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dc.contributor.authorBillingham, Chase M.
dc.date.accessioned2015-03-13T18:29:37Z
dc.date.available2015-03-13T18:29:37Z
dc.date.issued2015-03
dc.identifier.citationBillingham, Chase. 2015.Parental choice, neighbourhood schools, and the market metaphor in urban education reform. Urban Stud, March 2015, vol. 52:no. 4:pp 685-701en_US
dc.identifier.issn0042-0980
dc.identifier.otherWOS:000349002000004
dc.identifier.urihttp://dx.doi.org/10.1177/0042098014528395
dc.identifier.urihttp://hdl.handle.net/10057/11137
dc.descriptionClick on the DOI link to access the article (may not be free).en_US
dc.description.abstractCritics of many popular urban school reforms in the United States allege that these reform efforts unfairly insert market forces into the public domain, resulting in widening inequalities. In this paper, I challenge the notion that market forces per se are responsible for the gentrification that school reform often facilitates. Drawing on in-depth interviews, government documents, and media accounts, I analyse one component of school reform in Boston, the overhaul of the city's public school student assignment policy, which curtailed parental choice (and, therefore, market pressure) within the city's school system, while still potentially perpetuating inequalities. I discuss the implications of these findings for urban social theory related to education reform.en_US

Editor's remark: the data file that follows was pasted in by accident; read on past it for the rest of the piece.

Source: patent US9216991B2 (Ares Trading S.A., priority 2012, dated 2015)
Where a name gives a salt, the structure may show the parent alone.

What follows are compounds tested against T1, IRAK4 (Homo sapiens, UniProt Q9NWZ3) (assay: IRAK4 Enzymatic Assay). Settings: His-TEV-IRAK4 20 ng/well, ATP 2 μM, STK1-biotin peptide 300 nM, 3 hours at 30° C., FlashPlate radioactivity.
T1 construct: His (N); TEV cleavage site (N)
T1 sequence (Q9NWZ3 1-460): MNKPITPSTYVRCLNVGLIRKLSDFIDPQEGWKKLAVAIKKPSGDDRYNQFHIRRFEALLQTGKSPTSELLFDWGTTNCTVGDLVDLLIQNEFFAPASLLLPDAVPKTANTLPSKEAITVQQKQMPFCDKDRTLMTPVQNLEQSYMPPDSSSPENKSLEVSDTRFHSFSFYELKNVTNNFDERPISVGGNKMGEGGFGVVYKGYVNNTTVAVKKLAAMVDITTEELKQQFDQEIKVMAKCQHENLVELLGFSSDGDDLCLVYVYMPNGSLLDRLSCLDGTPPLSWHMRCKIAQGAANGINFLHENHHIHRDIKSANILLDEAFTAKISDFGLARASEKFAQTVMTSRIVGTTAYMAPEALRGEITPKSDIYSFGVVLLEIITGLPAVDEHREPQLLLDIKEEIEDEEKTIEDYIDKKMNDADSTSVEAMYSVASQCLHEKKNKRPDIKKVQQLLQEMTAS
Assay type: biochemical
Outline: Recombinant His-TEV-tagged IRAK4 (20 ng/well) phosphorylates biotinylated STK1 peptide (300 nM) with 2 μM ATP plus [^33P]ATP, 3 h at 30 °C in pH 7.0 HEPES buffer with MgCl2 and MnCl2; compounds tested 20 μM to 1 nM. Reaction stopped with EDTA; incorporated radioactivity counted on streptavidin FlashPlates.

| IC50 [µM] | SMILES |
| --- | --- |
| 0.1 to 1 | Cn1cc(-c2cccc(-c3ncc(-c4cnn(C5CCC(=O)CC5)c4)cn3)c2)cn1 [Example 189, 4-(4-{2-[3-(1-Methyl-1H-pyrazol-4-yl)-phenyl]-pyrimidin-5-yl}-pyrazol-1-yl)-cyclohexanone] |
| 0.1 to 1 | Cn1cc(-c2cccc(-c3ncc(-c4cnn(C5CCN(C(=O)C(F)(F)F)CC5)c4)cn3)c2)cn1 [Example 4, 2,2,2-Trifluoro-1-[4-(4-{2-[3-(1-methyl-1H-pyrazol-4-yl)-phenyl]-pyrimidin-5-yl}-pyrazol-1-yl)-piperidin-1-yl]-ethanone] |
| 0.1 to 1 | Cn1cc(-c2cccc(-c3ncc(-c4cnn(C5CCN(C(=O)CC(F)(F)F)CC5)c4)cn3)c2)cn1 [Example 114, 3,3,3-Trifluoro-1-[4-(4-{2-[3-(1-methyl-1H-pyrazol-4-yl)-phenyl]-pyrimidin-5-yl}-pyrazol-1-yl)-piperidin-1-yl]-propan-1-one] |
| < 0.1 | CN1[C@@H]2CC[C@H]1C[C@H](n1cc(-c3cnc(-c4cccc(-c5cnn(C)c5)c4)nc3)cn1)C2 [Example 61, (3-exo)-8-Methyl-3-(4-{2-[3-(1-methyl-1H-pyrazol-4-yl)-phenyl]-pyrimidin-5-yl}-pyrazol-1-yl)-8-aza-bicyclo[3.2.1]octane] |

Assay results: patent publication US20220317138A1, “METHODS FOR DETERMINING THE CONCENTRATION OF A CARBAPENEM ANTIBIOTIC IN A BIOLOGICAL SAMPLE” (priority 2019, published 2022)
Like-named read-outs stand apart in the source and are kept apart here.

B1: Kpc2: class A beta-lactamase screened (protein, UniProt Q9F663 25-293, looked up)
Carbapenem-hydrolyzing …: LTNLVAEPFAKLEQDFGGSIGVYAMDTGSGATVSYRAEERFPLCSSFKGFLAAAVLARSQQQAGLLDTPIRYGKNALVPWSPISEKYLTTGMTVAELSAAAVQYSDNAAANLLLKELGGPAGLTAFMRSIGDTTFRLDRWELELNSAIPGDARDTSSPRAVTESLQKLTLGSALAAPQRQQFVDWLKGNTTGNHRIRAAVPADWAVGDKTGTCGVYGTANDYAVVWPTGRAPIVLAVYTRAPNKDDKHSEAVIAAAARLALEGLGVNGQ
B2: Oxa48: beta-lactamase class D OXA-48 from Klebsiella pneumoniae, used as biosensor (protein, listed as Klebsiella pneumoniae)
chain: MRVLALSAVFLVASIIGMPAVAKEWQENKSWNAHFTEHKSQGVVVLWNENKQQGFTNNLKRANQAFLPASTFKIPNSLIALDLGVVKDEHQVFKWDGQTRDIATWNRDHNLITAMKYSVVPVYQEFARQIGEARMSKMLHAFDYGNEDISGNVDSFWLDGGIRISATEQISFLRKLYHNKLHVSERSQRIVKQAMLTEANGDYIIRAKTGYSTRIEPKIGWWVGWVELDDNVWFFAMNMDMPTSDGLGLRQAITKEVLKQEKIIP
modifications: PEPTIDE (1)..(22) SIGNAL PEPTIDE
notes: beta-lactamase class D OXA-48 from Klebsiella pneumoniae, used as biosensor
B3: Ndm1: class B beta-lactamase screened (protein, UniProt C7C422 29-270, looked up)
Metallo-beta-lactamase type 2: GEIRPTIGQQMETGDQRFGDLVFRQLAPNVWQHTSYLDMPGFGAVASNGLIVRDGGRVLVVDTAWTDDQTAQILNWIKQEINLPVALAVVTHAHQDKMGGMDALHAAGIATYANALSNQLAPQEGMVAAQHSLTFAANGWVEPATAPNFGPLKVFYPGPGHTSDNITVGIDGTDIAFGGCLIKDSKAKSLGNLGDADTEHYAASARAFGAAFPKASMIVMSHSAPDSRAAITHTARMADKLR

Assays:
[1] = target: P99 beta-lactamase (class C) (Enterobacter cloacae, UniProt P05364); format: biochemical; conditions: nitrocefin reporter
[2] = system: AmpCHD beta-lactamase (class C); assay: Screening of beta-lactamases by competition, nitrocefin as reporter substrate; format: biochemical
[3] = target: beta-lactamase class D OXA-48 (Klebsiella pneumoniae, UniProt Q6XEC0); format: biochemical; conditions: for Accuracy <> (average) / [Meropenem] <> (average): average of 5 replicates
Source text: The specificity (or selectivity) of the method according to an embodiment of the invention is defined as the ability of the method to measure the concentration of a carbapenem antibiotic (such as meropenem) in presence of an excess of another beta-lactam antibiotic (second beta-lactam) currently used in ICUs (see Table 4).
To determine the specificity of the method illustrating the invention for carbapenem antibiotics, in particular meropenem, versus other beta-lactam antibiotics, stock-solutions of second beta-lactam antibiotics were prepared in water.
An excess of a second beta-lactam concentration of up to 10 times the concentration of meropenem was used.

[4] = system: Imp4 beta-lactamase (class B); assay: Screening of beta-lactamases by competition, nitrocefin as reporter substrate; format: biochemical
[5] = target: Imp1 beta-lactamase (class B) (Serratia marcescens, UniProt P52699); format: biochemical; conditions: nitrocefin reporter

dc.language.isoen_USen_US
dc.publisherSAGE Publicationsen_US
dc.relation.ispartofseriesUrban Studies;v.52:no.4
dc.subjectEducation reformen_US
dc.subjectGentrificationen_US
dc.subjectMiddle classen_US
dc.subjectSchool choiceen_US
dc.subjectUrbanen_US
dc.titleParental choice, neighbourhood schools, and the market metaphor in urban education reformen_US
dc.typeArticleen_US
dc.rights.holderCopyright © 2015 by Urban Studies Journal Limited


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